Practical Tips for the Brain in Conflict

As part of the BCAMI Symposium held June 8 and 9 2015 in Vancouver, Jean Greatbatch conducted a workshop entitled the “Neuroscience of Conflict”. Jean is an experienced mediator and arbitrator with a special focus on workplace conflict, a member of the board of Mediate BC Society and a busy conflict consultant. She completed her LLM in Conflict Resolution at Osgoode and wrote her thesis on the topic of how the brain deals with conflict. In this post I will provide some highlights of her fascinating and insightful presentation. In 90 minutes she managed to provide a great overview of the basic structure of our brains, what happens during conflict and helpful tips for process design.

“Human behaviour is a biological phenomenon because, ultimately, all theories about human behaviour are theories about the brain – an organ operating on physical principles that receives stimuli, makes computations, and directs behavioural outputs.”

Yarn and Todd-Jones

To understand human behaviour we need to understand our brains.

Did you know?

  • Our brains haven’t changed much since the Pleistocene
  • because survival meant living in groups human brains are hardwired for group harmony
  • The amygdala is the most primitive part of our brains and, when under stress, activates the “fight, flight or freeze” response (helpful when facing a sabre tooth tiger but it shuts down our ability to problem-solve).
  • The pre-frontal cortex is the most recently developed part of the brain and holds our rational thinking and analytical/problem-solving skills but is shut down when the amygdala is activated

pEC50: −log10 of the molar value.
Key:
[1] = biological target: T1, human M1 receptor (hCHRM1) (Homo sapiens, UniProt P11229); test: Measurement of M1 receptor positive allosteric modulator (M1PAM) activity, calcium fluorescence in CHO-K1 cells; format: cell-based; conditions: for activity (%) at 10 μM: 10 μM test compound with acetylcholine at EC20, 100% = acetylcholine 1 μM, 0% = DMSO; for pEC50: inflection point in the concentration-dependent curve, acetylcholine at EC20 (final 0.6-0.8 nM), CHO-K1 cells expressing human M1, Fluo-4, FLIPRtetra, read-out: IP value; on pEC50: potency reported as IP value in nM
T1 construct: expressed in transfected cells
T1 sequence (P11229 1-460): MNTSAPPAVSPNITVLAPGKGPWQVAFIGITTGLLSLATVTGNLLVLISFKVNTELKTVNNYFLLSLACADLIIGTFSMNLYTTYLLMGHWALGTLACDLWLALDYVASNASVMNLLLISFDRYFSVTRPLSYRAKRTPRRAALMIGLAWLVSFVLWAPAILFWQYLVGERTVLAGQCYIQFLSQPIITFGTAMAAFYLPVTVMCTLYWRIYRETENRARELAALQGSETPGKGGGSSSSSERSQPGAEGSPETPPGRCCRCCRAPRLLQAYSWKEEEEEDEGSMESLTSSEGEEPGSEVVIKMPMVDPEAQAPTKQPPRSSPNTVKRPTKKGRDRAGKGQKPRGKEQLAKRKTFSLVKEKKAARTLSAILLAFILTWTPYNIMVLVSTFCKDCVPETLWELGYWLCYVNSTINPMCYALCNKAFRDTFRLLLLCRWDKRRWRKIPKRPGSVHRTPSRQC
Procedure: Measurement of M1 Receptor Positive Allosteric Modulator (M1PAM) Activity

• The right and left sides of our brains operate differently and we need both to function
  • neural pathways create “automatic responses” from years of practice
  • memory is incredibly fallible
  • women tend to remember the details of a negative event; men tend to remember only the gist
  • mirror neurons cause us to mimic the behaviour and feel the emotions of others

Two Sides of our Brains:

  • The left brain prefers certainty and linear, orderly processes; the right brain is comfortable with uncertainty and can work with non-linear processes
  • The left brain likes to categorize things (label and assume); the right brain can see situations holistically
  • The left brain is activated by anger; the right brain can inhibit over-reaction
  • The left brain tends to blame others (it releases dopamine when we blame and we feel good!)
  • The right brain can do collaborative problem-solving, recognizes emotion and feels empathy
  • The left brain will “fill in” gaps in memory and draw mistaken conclusions

Based on this presentation, here are 5 things that I realized I need to remember in managing conflict:

  1. Disengage the amygdala: If a party is stressed they cannot participate in rational problem-solving discussions. We need to help them to “calm the amygdala” so they don’t act on the impulse to run from the room! Signs include yelling, withdrawing, leaving, crying, flushed face etc. Tools include taking time to build rapport and trust, taking a walk, encouraging self-talk, deep-breathing and muscle relaxation exercises.
  2. Multiple truths: To save room our brain prunes itself and discards memories that it decides are not significant. Memories with high emotional intensity are more likely to be retained. The brain also fills in the gaps in our memories. This means that here can be more than one “truth” – two parties can remember the same event very differently. It would be wrong to immediately conclude that the other party is lying or deceiving the other. As Jean said, when different versions of events are given, welcome the difference and explore it further.